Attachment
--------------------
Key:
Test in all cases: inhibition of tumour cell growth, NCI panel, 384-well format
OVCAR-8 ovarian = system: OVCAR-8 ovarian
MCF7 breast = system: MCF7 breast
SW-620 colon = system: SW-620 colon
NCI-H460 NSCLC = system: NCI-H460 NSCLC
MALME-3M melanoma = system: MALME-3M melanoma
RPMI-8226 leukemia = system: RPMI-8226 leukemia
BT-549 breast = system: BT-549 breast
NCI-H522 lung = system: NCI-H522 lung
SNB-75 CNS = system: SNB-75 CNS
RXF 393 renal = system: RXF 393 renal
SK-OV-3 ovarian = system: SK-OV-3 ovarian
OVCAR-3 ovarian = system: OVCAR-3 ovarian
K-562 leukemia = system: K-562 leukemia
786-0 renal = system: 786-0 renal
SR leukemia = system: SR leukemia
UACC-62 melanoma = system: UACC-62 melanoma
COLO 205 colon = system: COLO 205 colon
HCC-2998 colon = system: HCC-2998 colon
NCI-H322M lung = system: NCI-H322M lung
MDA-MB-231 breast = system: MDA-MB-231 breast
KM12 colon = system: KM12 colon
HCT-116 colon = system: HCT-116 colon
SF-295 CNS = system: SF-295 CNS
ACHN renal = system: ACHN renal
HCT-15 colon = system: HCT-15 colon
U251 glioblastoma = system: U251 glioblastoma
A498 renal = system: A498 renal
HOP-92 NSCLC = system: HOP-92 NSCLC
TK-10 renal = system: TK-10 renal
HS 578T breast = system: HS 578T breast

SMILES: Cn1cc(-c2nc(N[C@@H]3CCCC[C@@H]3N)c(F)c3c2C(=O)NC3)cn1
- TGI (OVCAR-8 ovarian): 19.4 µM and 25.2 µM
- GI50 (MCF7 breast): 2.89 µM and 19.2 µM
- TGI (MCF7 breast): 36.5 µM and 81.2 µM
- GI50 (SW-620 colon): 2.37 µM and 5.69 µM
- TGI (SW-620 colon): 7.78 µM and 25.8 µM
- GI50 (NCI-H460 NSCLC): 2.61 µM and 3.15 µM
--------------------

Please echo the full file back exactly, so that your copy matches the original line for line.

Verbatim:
Key:
Test in all cases: inhibition of tumour cell growth, NCI panel, 384-well format
OVCAR-8 ovarian = system: OVCAR-8 ovarian
MCF7 breast = system: MCF7 breast
SW-620 colon = system: SW-620 colon
NCI-H460 NSCLC = system: NCI-H460 NSCLC
MALME-3M melanoma = system: MALME-3M melanoma
RPMI-8226 leukemia = system: RPMI-8226 leukemia
BT-549 breast = system: BT-549 breast
NCI-H522 lung = system: NCI-H522 lung
SNB-75 CNS = system: SNB-75 CNS
RXF 393 renal = system: RXF 393 renal
SK-OV-3 ovarian = system: SK-OV-3 ovarian
OVCAR-3 ovarian = system: OVCAR-3 ovarian
K-562 leukemia = system: K-562 leukemia
786-0 renal = system: 786-0 renal
SR leukemia = system: SR leukemia
UACC-62 melanoma = system: UACC-62 melanoma
COLO 205 colon = system: COLO 205 colon
HCC-2998 colon = system: HCC-2998 colon
NCI-H322M lung = system: NCI-H322M lung
MDA-MB-231 breast = system: MDA-MB-231 breast
KM12 colon = system: KM12 colon
HCT-116 colon = system: HCT-116 colon
SF-295 CNS = system: SF-295 CNS
ACHN renal = system: ACHN renal
HCT-15 colon = system: HCT-15 colon
U251 glioblastoma = system: U251 glioblastoma
A498 renal = system: A498 renal
HOP-92 NSCLC = system: HOP-92 NSCLC
TK-10 renal = system: TK-10 renal
HS 578T breast = system: HS 578T breast

SMILES: Cn1cc(-c2nc(N[C@@H]3CCCC[C@@H]3N)c(F)c3c2C(=O)NC3)cn1
- TGI (OVCAR-8 ovarian): 19.4 µM and 25.2 µM
- GI50 (MCF7 breast): 2.89 µM and 19.2 µM
- TGI (MCF7 breast): 36.5 µM and 81.2 µM
- GI50 (SW-620 colon): 2.37 µM and 5.69 µM
- TGI (SW-620 colon): 7.78 µM and 25.8 µM
- GI50 (NCI-H460 NSCLC): 2.61 µM and 3.15 µM